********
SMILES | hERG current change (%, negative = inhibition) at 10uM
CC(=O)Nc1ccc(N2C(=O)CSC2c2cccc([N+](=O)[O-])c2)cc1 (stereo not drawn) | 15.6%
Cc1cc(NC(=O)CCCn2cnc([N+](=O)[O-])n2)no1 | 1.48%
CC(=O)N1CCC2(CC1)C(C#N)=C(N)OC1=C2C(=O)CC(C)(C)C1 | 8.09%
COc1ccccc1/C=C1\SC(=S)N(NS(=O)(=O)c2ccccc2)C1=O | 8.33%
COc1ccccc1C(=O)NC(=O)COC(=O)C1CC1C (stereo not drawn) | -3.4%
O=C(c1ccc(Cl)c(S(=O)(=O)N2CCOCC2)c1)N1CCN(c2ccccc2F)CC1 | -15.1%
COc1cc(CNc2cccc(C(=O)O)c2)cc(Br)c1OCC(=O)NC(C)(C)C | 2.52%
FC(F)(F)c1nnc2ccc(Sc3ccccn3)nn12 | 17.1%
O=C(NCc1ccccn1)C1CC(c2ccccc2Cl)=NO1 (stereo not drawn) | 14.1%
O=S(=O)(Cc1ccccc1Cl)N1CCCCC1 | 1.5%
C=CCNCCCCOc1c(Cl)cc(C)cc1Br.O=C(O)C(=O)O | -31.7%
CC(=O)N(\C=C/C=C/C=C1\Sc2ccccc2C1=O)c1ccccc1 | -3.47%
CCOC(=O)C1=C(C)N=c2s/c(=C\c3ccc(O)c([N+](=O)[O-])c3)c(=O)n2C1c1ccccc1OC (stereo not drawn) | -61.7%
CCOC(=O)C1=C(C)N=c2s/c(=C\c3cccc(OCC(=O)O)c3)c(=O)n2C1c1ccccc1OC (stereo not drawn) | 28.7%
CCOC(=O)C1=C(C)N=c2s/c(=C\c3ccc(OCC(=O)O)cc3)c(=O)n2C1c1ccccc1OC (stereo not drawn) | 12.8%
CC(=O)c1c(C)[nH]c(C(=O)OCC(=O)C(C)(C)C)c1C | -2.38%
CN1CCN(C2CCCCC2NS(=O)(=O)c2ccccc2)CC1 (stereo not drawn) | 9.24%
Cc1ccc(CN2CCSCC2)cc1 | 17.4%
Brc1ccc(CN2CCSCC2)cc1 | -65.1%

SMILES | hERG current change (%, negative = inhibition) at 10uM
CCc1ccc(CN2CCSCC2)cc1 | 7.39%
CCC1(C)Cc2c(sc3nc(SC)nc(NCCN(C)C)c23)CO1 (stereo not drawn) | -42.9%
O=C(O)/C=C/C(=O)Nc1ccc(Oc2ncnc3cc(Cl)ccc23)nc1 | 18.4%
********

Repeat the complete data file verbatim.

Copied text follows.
SMILES | hERG current change (%, negative = inhibition) at 10uM
CC(=O)Nc1ccc(N2C(=O)CSC2c2cccc([N+](=O)[O-])c2)cc1 (stereo not drawn) | 15.6%
Cc1cc(NC(=O)CCCn2cnc([N+](=O)[O-])n2)no1 | 1.48%
CC(=O)N1CCC2(CC1)C(C#N)=C(N)OC1=C2C(=O)CC(C)(C)C1 | 8.09%
COc1ccccc1/C=C1\SC(=S)N(NS(=O)(=O)c2ccccc2)C1=O | 8.33%
COc1ccccc1C(=O)NC(=O)COC(=O)C1CC1C (stereo not drawn) | -3.4%
O=C(c1ccc(Cl)c(S(=O)(=O)N2CCOCC2)c1)N1CCN(c2ccccc2F)CC1 | -15.1%
COc1cc(CNc2cccc(C(=O)O)c2)cc(Br)c1OCC(=O)NC(C)(C)C | 2.52%
FC(F)(F)c1nnc2ccc(Sc3ccccn3)nn12 | 17.1%
O=C(NCc1ccccn1)C1CC(c2ccccc2Cl)=NO1 (stereo not drawn) | 14.1%
O=S(=O)(Cc1ccccc1Cl)N1CCCCC1 | 1.5%
C=CCNCCCCOc1c(Cl)cc(C)cc1Br.O=C(O)C(=O)O | -31.7%
CC(=O)N(\C=C/C=C/C=C1\Sc2ccccc2C1=O)c1ccccc1 | -3.47%
CCOC(=O)C1=C(C)N=c2s/c(=C\c3ccc(O)c([N+](=O)[O-])c3)c(=O)n2C1c1ccccc1OC (stereo not drawn) | -61.7%
CCOC(=O)C1=C(C)N=c2s/c(=C\c3cccc(OCC(=O)O)c3)c(=O)n2C1c1ccccc1OC (stereo not drawn) | 28.7%
CCOC(=O)C1=C(C)N=c2s/c(=C\c3ccc(OCC(=O)O)cc3)c(=O)n2C1c1ccccc1OC (stereo not drawn) | 12.8%
CC(=O)c1c(C)[nH]c(C(=O)OCC(=O)C(C)(C)C)c1C | -2.38%
CN1CCN(C2CCCCC2NS(=O)(=O)c2ccccc2)CC1 (stereo not drawn) | 9.24%
Cc1ccc(CN2CCSCC2)cc1 | 17.4%
Brc1ccc(CN2CCSCC2)cc1 | -65.1%

SMILES | hERG current change (%, negative = inhibition) at 10uM
CCc1ccc(CN2CCSCC2)cc1 | 7.39%
CCC1(C)Cc2c(sc3nc(SC)nc(NCCN(C)C)c23)CO1 (stereo not drawn) | -42.9%
O=C(O)/C=C/C(=O)Nc1ccc(Oc2ncnc3cc(Cl)ccc23)nc1 | 18.4%